Coronavirus: Up to 70% of Germany could become infected – Merkel
German Chancellor Angela Merkel has warned that up to 70% of the country’s population – some 58 million people – could contract the coronavirus.
Mrs Merkel made the stark prediction at a news conference on Wednesday alongside Health Minister Jens Spahn.
She said since there was no known cure, the focus would fall on slowing the spread of the virus. “It’s about winning time,” she explained.
Her remarks came as Italy entered its second day of a national lockdown.
Italian Prime Minister Giuseppe Conte announced the closure of schools, gyms, museums, nightclubs and other venues across the country, which on Wednesday passed 10,000 confirmed infections.
What’s happening elsewhere?
New York’s governor announced that troops would be sent into New Rochelle, in an attempt to contain an outbreak of the virus, as the total number of US cases passed 1,000 on Wednesday.
A one-mile (1.6km) containment zone was in force around the town north of Manhattan. Some individuals have been quarantined.
Music festivals and other major events in the US, including Coachella festival in California, have been canceled or postponed.
In Italy, which has seen a steep rise in cases, the prime minister pledged 25bn euros ($22bn) to tackle the outbreak – up from the 7.5bn euros announced last week.
Thousands of flights have been canceled worldwide as airlines struggle to cope with a slump in demand.
A UK health minister, Nadine Dorries, said she had tested positive for coronavirus and was self-isolating at home.
Several countries – including Sweden and Bulgaria – have recorded their first deaths, while the number of confirmed cases in Qatar jumped from 24 to 262.
China – where the virus was first detected – has seen a total of 80,754 confirmed cases and 3,136 deaths. But it recorded its lowest number of new infections, just 19, on Tuesday.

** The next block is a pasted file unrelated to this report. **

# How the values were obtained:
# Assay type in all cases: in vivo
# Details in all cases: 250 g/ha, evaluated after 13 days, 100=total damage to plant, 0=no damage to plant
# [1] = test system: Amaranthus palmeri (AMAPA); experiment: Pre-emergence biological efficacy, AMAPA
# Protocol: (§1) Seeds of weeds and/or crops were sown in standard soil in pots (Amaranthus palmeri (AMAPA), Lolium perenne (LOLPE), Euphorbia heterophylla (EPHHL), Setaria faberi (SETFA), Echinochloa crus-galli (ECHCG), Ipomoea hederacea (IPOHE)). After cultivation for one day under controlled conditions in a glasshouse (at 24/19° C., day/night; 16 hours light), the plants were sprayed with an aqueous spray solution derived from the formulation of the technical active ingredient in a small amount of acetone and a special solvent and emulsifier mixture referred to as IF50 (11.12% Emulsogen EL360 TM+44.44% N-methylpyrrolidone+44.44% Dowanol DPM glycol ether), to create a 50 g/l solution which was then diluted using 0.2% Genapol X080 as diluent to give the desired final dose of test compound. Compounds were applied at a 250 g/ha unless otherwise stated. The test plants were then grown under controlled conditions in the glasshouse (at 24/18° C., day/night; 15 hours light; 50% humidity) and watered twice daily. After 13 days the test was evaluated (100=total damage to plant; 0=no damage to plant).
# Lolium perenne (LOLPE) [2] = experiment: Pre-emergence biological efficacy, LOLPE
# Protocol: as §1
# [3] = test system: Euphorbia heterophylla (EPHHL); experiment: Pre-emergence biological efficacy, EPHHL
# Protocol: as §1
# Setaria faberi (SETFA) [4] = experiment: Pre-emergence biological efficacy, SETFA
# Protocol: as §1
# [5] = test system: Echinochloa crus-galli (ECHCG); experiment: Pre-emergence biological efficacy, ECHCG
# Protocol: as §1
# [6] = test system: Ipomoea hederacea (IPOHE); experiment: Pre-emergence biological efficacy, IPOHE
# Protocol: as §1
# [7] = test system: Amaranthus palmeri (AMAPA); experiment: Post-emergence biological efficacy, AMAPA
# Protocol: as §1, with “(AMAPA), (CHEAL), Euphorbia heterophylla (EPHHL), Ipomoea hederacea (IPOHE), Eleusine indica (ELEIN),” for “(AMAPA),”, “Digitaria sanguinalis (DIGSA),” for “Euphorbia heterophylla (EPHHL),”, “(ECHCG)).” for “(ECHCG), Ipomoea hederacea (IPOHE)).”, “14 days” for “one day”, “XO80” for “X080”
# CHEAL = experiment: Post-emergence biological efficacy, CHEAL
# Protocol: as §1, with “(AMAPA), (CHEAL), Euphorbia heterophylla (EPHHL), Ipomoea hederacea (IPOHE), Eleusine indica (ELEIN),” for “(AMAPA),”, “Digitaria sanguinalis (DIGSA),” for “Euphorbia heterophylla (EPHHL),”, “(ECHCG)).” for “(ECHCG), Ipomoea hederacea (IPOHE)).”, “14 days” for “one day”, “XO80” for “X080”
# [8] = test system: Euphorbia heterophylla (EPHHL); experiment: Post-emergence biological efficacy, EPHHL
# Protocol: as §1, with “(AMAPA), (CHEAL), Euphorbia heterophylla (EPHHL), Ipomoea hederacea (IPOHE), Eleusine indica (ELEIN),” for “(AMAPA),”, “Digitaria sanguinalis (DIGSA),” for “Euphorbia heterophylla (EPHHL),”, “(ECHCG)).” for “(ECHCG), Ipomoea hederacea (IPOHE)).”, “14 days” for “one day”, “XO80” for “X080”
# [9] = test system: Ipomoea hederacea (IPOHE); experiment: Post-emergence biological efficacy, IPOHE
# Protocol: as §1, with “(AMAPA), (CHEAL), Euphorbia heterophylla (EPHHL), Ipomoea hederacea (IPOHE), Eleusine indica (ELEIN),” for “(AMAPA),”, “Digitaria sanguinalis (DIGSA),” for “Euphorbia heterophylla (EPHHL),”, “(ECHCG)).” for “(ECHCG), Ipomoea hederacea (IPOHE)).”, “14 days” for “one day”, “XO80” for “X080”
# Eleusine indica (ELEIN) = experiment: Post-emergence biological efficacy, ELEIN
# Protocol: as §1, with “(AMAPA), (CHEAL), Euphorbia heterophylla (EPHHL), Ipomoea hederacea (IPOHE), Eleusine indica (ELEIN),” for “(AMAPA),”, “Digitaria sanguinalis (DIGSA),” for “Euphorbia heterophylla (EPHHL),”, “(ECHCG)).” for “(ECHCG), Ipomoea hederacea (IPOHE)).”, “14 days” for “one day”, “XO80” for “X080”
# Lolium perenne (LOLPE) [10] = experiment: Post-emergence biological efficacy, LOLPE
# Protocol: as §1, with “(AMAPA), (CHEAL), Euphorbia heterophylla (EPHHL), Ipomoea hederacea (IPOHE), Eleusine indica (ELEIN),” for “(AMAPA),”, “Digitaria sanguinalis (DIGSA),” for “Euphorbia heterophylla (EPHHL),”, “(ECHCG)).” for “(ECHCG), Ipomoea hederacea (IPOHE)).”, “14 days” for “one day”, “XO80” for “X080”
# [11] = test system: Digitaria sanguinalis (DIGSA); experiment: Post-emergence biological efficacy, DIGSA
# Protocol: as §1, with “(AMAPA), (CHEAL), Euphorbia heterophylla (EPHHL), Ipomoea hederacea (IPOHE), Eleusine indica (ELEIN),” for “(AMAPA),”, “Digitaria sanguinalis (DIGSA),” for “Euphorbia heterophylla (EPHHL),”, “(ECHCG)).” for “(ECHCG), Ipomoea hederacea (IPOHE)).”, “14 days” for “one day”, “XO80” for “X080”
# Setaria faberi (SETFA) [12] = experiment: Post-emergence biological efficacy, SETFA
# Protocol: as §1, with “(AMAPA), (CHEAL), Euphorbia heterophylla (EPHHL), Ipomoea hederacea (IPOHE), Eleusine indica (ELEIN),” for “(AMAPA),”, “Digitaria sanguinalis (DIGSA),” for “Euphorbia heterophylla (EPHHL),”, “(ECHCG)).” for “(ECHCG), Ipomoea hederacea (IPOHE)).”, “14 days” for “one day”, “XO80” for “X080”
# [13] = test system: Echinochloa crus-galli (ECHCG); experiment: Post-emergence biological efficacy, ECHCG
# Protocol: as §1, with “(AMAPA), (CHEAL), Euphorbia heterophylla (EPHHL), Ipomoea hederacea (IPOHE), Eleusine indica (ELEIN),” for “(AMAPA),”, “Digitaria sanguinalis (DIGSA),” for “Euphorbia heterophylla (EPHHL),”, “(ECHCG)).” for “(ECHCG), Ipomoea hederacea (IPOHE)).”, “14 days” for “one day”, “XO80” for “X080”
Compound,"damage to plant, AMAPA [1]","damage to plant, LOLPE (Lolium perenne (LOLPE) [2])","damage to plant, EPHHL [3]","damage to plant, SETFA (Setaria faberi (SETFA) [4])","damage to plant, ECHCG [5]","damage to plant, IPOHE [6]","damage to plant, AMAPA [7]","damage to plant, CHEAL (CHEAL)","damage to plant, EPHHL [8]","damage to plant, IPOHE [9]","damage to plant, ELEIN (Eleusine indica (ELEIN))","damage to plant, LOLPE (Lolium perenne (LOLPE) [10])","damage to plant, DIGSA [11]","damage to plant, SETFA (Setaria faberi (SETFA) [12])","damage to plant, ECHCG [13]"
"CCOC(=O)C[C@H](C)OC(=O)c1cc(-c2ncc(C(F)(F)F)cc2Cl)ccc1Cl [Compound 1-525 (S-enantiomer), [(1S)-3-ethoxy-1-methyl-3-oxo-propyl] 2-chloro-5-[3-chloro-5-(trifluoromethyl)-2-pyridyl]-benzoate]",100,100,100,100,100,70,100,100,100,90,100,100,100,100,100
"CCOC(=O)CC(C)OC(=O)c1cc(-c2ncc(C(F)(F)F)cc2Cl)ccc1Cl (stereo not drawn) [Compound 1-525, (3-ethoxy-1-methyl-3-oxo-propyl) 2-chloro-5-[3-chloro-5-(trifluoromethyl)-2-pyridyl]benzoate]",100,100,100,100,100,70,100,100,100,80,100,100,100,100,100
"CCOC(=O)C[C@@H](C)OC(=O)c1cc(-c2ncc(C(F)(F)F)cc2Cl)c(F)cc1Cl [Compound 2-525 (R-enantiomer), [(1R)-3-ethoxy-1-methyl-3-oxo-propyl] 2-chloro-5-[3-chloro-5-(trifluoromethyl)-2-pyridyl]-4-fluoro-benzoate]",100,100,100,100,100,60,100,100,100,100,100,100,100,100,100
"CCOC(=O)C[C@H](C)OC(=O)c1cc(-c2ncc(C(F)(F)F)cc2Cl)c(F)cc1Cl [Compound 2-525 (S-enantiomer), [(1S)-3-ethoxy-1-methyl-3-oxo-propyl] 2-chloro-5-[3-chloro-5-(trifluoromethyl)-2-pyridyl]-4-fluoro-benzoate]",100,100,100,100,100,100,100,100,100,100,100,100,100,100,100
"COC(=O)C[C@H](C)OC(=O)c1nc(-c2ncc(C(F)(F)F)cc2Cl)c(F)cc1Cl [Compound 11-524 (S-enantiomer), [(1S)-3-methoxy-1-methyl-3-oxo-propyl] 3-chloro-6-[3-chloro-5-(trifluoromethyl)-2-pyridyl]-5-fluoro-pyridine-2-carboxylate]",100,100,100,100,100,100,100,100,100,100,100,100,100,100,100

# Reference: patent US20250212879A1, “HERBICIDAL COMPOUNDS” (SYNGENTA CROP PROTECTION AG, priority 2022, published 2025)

Third patient dies in Germany
Germany confirmed its third coronavirus-related death on Wednesday, in the badly affected district of Heinsberg in the western state of North Rhine-Westphalia.
The first fatality was an 89-year-old woman who died in the town of Essen, the second a 78-year-old man with pre-existing health conditions who died in Heinsberg.
Germany has so far reported 1,296 cases of the virus, according to figures released by the Robert Koch Institute (RKI) for disease control late on Tuesday. The RKI says the virus poses a “moderate” risk to the German public.
Lothar Wieler, the president of the RKI, said the body did not believe there was a significant number of undetected cases in the country.
Speaking alongside Mr Wieler at a press conference – her first public address on the outbreak – Chancellor Merkel warned that border closures would not be enough to prevent the spread of the virus. She ruled out following Austria’s lead in banning visitors from Italy.
“This is a test for our solidarity, our common sense and care for each other. And I hope we pass the test,” she said.
Mrs Merkel also said she was open to scrapping Germany’s “black zero” rule to allow new government borrowing. She said it was “an extraordinary situation” and that ending the outbreak came first.
However other German health experts say it is unlikely that two-thirds of Germans will end up getting the coronavirus.
Virologist Alexander Kekulé, a former federal government advisor on disease control, told German media that in the worst case scenario a maximum of 40,000 people in the country would die. He said this estimation was based on the number of cases in China, where the rate of new infections is slowing.
He had earlier said that the German government missed opportunities to contain the outbreak further by shutting schools and cancelling events.
Wednesday also saw Berlin city authorities ban all events with more than 1,000 participants until the end of the Easter holidays.
“The coronavirus continues to spread. In such a phase, public life must be restricted,” said the city’s Health Minister, Dilek Kalayci. “The spread of the coronavirus can be slowed down by reducing major events. At the beginning of an epidemic, such a restriction is important.”